There is increasing concern over anthropogenically driven changes in our oceans and seas, from a variety of stressors. Such stressors include the increased risk of storms and precipitation, offshore industries and increased coastal development which can affect the marine environment. For some coastal cetacean species, there is an increased exposure to low salinity waters which have been linked with a range of adverse health effects in bottlenose dolphins. Knowledge gaps persist regarding how different time–salinity exposures affect the health and survival of animals. In such data-poor instances, expert elicitation can be used to convert an expert’s qualitative knowledge into subjective probability distributions. The management implications of this stressor and the subjective nature of expert elicitation requires transparency; we have addressed this here, utilizing the Sheffield Elicitation Framework. The results are a series of time response scenarios to estimate time to death in bottlenose dolphins, for use when data are insufficient to estimate probabilistic summaries. This study improves our understanding of how low salinity exposure effects dolphins, guiding priorities for future research, while its outputs can be used to support coastal management on a global scale.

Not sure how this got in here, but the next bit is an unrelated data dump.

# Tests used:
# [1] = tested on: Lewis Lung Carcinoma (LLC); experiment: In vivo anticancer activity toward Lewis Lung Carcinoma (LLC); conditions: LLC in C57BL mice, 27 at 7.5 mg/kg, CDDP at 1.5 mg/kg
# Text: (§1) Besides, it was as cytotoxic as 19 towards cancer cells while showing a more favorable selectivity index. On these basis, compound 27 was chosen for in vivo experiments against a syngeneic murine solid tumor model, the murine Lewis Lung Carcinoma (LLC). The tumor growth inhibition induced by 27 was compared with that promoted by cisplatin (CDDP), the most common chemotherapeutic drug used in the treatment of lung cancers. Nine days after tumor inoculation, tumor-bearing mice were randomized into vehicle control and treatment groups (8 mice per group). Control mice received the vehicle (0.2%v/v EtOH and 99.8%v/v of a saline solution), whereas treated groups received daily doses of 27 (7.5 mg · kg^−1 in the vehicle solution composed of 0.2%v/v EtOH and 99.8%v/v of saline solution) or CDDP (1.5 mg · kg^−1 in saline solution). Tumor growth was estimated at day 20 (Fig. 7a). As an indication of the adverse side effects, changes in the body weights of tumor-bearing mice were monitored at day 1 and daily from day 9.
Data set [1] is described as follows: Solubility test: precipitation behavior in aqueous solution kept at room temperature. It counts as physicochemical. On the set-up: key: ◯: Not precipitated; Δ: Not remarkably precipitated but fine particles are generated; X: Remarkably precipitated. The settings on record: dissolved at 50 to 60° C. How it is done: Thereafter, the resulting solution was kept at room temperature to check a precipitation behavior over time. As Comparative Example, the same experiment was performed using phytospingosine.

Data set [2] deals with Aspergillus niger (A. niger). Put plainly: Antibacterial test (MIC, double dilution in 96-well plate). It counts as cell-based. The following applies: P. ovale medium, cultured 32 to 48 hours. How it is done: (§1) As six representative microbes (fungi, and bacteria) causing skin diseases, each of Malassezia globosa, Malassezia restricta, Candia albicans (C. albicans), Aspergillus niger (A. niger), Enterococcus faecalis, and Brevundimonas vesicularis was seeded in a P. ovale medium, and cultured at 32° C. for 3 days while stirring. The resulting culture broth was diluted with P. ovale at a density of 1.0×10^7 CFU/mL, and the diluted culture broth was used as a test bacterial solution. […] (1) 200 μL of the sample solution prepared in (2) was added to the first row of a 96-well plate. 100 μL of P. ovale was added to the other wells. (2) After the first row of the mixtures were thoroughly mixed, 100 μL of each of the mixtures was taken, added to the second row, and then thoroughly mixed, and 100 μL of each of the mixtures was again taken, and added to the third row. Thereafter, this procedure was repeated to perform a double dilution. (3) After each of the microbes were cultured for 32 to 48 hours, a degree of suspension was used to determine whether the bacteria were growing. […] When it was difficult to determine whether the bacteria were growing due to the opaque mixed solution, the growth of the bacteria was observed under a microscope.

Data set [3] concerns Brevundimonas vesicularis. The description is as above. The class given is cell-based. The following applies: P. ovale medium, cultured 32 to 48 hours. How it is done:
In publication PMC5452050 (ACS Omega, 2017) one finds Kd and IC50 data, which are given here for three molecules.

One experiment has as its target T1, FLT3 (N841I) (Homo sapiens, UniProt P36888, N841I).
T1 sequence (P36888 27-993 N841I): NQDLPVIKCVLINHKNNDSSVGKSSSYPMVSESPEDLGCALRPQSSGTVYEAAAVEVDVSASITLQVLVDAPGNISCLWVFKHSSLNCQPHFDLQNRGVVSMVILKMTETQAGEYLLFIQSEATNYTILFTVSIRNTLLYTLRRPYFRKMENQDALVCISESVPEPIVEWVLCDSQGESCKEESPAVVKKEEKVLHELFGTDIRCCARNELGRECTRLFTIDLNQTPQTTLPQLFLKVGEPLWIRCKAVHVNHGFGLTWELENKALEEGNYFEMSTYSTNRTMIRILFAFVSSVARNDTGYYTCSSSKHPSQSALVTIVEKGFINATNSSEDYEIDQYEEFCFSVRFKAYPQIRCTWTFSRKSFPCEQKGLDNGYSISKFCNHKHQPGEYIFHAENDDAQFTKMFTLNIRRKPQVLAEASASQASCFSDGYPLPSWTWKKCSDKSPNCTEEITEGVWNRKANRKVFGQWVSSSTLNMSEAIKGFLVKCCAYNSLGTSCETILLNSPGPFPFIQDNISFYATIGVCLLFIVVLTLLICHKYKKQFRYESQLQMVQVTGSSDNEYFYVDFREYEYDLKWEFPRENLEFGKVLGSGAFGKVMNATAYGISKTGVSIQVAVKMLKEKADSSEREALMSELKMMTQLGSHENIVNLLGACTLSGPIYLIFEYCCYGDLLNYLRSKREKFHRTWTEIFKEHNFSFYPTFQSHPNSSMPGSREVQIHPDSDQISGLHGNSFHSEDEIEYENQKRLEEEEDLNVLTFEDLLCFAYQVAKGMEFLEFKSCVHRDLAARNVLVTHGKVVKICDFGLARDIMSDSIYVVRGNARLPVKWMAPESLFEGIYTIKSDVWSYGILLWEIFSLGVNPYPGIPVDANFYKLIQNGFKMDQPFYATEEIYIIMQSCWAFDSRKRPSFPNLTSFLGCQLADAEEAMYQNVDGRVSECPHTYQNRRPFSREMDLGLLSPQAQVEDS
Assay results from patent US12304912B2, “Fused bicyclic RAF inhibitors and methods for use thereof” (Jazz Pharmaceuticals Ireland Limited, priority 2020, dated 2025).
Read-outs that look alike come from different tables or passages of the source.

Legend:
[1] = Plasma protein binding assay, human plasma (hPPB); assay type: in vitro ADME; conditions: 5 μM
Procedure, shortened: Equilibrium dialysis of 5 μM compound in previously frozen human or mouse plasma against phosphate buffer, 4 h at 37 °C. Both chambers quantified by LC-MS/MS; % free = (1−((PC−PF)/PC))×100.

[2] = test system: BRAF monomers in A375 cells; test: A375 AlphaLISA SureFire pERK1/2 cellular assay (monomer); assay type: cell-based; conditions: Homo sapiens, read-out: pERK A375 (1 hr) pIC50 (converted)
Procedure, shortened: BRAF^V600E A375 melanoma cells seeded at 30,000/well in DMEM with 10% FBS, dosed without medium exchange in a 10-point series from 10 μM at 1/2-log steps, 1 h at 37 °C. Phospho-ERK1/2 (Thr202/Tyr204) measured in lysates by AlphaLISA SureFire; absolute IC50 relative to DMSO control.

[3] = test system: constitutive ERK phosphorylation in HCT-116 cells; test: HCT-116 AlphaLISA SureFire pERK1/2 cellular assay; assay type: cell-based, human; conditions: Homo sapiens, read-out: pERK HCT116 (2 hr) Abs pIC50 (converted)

This is an open access article distributed under the Creative Commons Attribution License
which permits unrestricted use, distribution, and reproduction in any medium, provided the original work is properly cited